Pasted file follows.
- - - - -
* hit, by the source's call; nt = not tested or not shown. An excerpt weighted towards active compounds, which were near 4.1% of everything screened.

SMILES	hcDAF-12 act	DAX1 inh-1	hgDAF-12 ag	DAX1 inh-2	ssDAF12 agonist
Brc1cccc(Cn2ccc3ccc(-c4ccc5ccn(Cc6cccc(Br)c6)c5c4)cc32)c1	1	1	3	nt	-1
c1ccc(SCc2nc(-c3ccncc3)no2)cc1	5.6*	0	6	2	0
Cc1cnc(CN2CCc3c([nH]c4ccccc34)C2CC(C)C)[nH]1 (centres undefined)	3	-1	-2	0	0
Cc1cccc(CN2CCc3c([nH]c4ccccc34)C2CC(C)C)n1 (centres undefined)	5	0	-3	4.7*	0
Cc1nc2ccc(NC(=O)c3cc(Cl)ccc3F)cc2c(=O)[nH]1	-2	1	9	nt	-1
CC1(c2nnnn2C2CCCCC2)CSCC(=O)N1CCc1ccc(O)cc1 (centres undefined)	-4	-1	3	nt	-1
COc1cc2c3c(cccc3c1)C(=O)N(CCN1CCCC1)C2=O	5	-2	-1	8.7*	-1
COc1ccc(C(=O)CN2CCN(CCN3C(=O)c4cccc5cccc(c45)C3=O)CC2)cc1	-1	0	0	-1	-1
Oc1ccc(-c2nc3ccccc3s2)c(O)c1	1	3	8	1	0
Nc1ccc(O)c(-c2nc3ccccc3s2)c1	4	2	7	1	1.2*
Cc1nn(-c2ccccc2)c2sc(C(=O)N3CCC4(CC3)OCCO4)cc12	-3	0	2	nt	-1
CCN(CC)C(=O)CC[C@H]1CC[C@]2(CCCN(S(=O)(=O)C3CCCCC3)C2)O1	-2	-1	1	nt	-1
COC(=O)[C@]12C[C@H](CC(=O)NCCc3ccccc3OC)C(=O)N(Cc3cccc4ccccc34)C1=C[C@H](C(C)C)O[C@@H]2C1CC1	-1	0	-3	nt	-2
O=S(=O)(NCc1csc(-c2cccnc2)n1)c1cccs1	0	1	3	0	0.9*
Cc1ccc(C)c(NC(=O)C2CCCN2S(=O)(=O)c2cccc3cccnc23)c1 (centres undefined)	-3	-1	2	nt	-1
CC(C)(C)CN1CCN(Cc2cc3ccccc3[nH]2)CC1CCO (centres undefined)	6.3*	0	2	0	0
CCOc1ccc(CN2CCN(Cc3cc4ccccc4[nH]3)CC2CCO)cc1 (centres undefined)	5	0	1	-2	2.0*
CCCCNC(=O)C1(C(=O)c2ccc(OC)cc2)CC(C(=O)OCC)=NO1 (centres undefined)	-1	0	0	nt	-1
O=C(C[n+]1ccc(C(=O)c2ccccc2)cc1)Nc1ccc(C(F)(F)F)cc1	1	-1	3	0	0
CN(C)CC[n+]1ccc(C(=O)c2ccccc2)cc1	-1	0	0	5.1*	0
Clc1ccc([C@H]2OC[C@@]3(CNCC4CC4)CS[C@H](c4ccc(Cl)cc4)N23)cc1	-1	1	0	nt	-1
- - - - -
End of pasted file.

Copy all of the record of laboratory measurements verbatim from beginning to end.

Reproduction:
* hit, by the source's call; nt = not tested or not shown. An excerpt weighted towards active compounds, which were near 4.1% of everything screened.

SMILES	hcDAF-12 act	DAX1 inh-1	hgDAF-12 ag	DAX1 inh-2	ssDAF12 agonist
Brc1cccc(Cn2ccc3ccc(-c4ccc5ccn(Cc6cccc(Br)c6)c5c4)cc32)c1	1	1	3	nt	-1
c1ccc(SCc2nc(-c3ccncc3)no2)cc1	5.6*	0	6	2	0
Cc1cnc(CN2CCc3c([nH]c4ccccc34)C2CC(C)C)[nH]1 (centres undefined)	3	-1	-2	0	0
Cc1cccc(CN2CCc3c([nH]c4ccccc34)C2CC(C)C)n1 (centres undefined)	5	0	-3	4.7*	0
Cc1nc2ccc(NC(=O)c3cc(Cl)ccc3F)cc2c(=O)[nH]1	-2	1	9	nt	-1
CC1(c2nnnn2C2CCCCC2)CSCC(=O)N1CCc1ccc(O)cc1 (centres undefined)	-4	-1	3	nt	-1
COc1cc2c3c(cccc3c1)C(=O)N(CCN1CCCC1)C2=O	5	-2	-1	8.7*	-1
COc1ccc(C(=O)CN2CCN(CCN3C(=O)c4cccc5cccc(c45)C3=O)CC2)cc1	-1	0	0	-1	-1
Oc1ccc(-c2nc3ccccc3s2)c(O)c1	1	3	8	1	0
Nc1ccc(O)c(-c2nc3ccccc3s2)c1	4	2	7	1	1.2*
Cc1nn(-c2ccccc2)c2sc(C(=O)N3CCC4(CC3)OCCO4)cc12	-3	0	2	nt	-1
CCN(CC)C(=O)CC[C@H]1CC[C@]2(CCCN(S(=O)(=O)C3CCCCC3)C2)O1	-2	-1	1	nt	-1
COC(=O)[C@]12C[C@H](CC(=O)NCCc3ccccc3OC)C(=O)N(Cc3cccc4ccccc34)C1=C[C@H](C(C)C)O[C@@H]2C1CC1	-1	0	-3	nt	-2
O=S(=O)(NCc1csc(-c2cccnc2)n1)c1cccs1	0	1	3	0	0.9*
Cc1ccc(C)c(NC(=O)C2CCCN2S(=O)(=O)c2cccc3cccnc23)c1 (centres undefined)	-3	-1	2	nt	-1
CC(C)(C)CN1CCN(Cc2cc3ccccc3[nH]2)CC1CCO (centres undefined)	6.3*	0	2	0	0
CCOc1ccc(CN2CCN(Cc3cc4ccccc4[nH]3)CC2CCO)cc1 (centres undefined)	5	0	1	-2	2.0*
CCCCNC(=O)C1(C(=O)c2ccc(OC)cc2)CC(C(=O)OCC)=NO1 (centres undefined)	-1	0	0	nt	-1
O=C(C[n+]1ccc(C(=O)c2ccccc2)cc1)Nc1ccc(C(F)(F)F)cc1	1	-1	3	0	0
CN(C)CC[n+]1ccc(C(=O)c2ccccc2)cc1	-1	0	0	5.1*	0
Clc1ccc([C@H]2OC[C@@]3(CNCC4CC4)CS[C@H](c4ccc(Cl)cc4)N23)cc1	-1	1	0	nt	-1